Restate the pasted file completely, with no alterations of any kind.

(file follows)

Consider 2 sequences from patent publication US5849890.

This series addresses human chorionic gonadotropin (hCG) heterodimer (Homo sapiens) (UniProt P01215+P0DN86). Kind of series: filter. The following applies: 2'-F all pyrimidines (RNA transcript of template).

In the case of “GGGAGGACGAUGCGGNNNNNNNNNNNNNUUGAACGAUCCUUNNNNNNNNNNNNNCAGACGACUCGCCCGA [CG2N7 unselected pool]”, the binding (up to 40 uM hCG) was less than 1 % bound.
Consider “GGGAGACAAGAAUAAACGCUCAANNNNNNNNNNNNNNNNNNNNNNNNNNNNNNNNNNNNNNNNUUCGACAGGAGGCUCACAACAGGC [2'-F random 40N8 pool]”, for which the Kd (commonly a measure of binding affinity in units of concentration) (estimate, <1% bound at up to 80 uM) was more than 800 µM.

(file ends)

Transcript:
Consider 2 sequences from patent publication US5849890.

This series addresses human chorionic gonadotropin (hCG) heterodimer (Homo sapiens) (UniProt P01215+P0DN86). Kind of series: filter. The following applies: 2'-F all pyrimidines (RNA transcript of template).

In the case of “GGGAGGACGAUGCGGNNNNNNNNNNNNNUUGAACGAUCCUUNNNNNNNNNNNNNCAGACGACUCGCCCGA [CG2N7 unselected pool]”, the binding (up to 40 uM hCG) was less than 1 % bound.
Consider “GGGAGACAAGAAUAAACGCUCAANNNNNNNNNNNNNNNNNNNNNNNNNNNNNNNNNNNNNNNNUUCGACAGGAGGCUCACAACAGGC [2'-F random 40N8 pool]”, for which the Kd (commonly a measure of binding affinity in units of concentration) (estimate, <1% bound at up to 80 uM) was more than 800 µM.